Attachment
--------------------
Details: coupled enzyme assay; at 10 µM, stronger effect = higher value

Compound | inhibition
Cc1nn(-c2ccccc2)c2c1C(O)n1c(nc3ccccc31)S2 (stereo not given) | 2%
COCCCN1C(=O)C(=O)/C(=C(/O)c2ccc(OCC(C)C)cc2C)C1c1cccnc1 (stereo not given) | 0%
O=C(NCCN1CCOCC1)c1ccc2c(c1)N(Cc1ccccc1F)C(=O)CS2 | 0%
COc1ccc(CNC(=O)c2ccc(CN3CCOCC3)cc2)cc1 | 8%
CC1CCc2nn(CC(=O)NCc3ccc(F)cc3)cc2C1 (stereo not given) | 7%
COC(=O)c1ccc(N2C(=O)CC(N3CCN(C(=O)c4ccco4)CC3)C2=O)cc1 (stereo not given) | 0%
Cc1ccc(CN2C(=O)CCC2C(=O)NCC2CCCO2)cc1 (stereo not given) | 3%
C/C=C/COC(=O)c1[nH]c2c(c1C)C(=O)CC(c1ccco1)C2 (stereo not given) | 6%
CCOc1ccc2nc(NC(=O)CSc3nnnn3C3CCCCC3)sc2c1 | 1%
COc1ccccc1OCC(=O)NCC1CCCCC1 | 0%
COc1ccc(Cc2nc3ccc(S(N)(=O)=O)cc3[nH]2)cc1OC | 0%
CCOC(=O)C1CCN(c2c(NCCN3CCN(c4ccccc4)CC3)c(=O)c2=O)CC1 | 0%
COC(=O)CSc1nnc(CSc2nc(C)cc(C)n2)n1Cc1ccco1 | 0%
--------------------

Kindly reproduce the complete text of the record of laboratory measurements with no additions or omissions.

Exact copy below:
Details: coupled enzyme assay; at 10 µM, stronger effect = higher value

Compound | inhibition
Cc1nn(-c2ccccc2)c2c1C(O)n1c(nc3ccccc31)S2 (stereo not given) | 2%
COCCCN1C(=O)C(=O)/C(=C(/O)c2ccc(OCC(C)C)cc2C)C1c1cccnc1 (stereo not given) | 0%
O=C(NCCN1CCOCC1)c1ccc2c(c1)N(Cc1ccccc1F)C(=O)CS2 | 0%
COc1ccc(CNC(=O)c2ccc(CN3CCOCC3)cc2)cc1 | 8%
CC1CCc2nn(CC(=O)NCc3ccc(F)cc3)cc2C1 (stereo not given) | 7%
COC(=O)c1ccc(N2C(=O)CC(N3CCN(C(=O)c4ccco4)CC3)C2=O)cc1 (stereo not given) | 0%
Cc1ccc(CN2C(=O)CCC2C(=O)NCC2CCCO2)cc1 (stereo not given) | 3%
C/C=C/COC(=O)c1[nH]c2c(c1C)C(=O)CC(c1ccco1)C2 (stereo not given) | 6%
CCOc1ccc2nc(NC(=O)CSc3nnnn3C3CCCCC3)sc2c1 | 1%
COc1ccccc1OCC(=O)NCC1CCCCC1 | 0%
COc1ccc(Cc2nc3ccc(S(N)(=O)=O)cc3[nH]2)cc1OC | 0%
CCOC(=O)C1CCN(c2c(NCCN3CCN(c4ccccc4)CC3)c(=O)c2=O)CC1 | 0%
COC(=O)CSc1nnc(CSc2nc(C)cc(C)n2)n1Cc1ccco1 | 0%